The economy is still in the gravitational pull of the Great Recession and all the booster rockets for getting us beyond it are failing. The odds of a double-dip are increasing.
In June the nation added fewer jobs than necessary merely to keep up with population growth (private hiring rose by 83,000 after adding only 33,000 jobs in May). The typical workweek declined. Average earnings dropped. Home sales are down. Retail sales are down. Factory orders in May suffered their biggest tumble since March of last year.
So what are we doing about it? Less than nothing. The states are running an anti-stimulus program (raising taxes, cutting services, laying off teachers, firefighters, police and other employees) that’s now bigger than the federal stimulus program. That federal stimulus is 75 percent gone anyway. And the House and Senate refuse to pass another one. (The Senate left Washington for the July 4th weekend without even extending unemployment benefits for millions of jobless Americans now running out.)
The second booster rocket – the Fed’s rock-bottom short-term interest rates – are having almost no effect. That’s because jobs and wages are so lousy that consumers don’t have enough money to buy much of anything, making small businesses bad credit risks and causing big ones to sit on the huge pile of cash they’ve accumulated.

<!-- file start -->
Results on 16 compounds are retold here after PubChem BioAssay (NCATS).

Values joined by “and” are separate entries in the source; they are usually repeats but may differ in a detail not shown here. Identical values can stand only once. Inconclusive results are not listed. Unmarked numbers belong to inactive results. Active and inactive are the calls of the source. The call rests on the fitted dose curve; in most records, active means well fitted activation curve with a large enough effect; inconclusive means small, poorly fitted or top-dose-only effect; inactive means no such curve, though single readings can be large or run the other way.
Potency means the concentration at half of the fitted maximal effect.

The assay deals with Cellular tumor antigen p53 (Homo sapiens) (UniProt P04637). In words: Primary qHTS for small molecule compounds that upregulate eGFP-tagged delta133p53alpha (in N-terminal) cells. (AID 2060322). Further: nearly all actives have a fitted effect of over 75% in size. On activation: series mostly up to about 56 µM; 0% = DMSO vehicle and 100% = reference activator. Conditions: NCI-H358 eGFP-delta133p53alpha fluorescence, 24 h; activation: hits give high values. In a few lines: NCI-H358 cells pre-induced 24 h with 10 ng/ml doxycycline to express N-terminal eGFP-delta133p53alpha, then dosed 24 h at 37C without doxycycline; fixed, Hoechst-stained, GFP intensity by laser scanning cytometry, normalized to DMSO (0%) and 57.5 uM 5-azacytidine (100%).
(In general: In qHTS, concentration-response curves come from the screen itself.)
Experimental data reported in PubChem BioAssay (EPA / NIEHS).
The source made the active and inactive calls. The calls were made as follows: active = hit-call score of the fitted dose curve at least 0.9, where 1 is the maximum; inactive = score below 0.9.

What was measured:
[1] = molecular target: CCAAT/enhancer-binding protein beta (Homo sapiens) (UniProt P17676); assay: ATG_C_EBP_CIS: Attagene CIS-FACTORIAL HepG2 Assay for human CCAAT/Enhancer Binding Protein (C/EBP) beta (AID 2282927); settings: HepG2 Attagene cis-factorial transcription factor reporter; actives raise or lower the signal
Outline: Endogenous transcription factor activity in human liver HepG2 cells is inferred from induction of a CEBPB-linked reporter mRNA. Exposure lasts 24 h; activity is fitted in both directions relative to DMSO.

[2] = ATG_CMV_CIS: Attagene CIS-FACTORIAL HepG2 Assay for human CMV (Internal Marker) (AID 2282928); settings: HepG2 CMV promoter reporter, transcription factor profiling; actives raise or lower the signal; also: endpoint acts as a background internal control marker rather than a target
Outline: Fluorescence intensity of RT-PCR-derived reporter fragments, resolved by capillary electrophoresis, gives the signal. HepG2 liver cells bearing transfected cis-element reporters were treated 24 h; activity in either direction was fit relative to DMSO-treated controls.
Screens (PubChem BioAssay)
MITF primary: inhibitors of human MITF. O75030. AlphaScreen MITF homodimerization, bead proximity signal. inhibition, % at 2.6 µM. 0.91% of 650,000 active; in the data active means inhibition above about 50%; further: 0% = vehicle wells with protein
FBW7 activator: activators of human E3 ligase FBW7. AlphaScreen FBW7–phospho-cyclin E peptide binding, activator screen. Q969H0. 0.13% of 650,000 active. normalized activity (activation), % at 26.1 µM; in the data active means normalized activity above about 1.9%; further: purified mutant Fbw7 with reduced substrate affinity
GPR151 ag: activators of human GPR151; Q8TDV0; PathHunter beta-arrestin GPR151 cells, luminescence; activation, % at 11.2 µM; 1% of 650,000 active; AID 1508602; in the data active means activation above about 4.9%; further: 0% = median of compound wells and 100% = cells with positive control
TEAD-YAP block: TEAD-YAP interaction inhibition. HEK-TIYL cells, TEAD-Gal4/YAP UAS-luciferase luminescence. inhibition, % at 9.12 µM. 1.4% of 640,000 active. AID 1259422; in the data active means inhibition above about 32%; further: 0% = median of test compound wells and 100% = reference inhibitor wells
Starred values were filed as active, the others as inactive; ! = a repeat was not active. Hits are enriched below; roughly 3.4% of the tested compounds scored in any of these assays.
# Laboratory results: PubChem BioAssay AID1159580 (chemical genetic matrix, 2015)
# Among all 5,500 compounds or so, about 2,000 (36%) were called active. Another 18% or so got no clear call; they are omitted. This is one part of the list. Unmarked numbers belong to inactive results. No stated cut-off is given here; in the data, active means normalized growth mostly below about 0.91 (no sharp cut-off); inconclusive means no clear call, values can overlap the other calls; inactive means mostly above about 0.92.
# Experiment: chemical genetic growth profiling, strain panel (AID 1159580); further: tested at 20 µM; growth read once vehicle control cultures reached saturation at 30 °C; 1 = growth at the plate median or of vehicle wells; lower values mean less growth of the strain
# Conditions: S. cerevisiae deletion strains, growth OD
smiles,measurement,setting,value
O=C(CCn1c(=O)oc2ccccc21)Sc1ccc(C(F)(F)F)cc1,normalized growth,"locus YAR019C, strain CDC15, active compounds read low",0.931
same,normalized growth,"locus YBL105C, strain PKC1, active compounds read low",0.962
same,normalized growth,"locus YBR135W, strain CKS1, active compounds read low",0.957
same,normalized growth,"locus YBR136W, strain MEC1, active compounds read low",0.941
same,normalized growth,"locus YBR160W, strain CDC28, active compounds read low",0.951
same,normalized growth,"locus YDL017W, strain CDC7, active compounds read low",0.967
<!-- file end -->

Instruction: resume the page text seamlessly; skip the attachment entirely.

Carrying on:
Wall Street and the other biggest global banks, meanwhile, are making piles of money betting against government debt all over the world. These were the same banks and financiers, remember, that were bailed out by government not long ago. But now they’re demanding fiscal austerity, and politicians are once again doing their bidding – cutting deficits in every rich economy that should now be doing the reverse.
The people who are suffering the most from the failure of public officials and the greed of large bankers are the least able to endure it.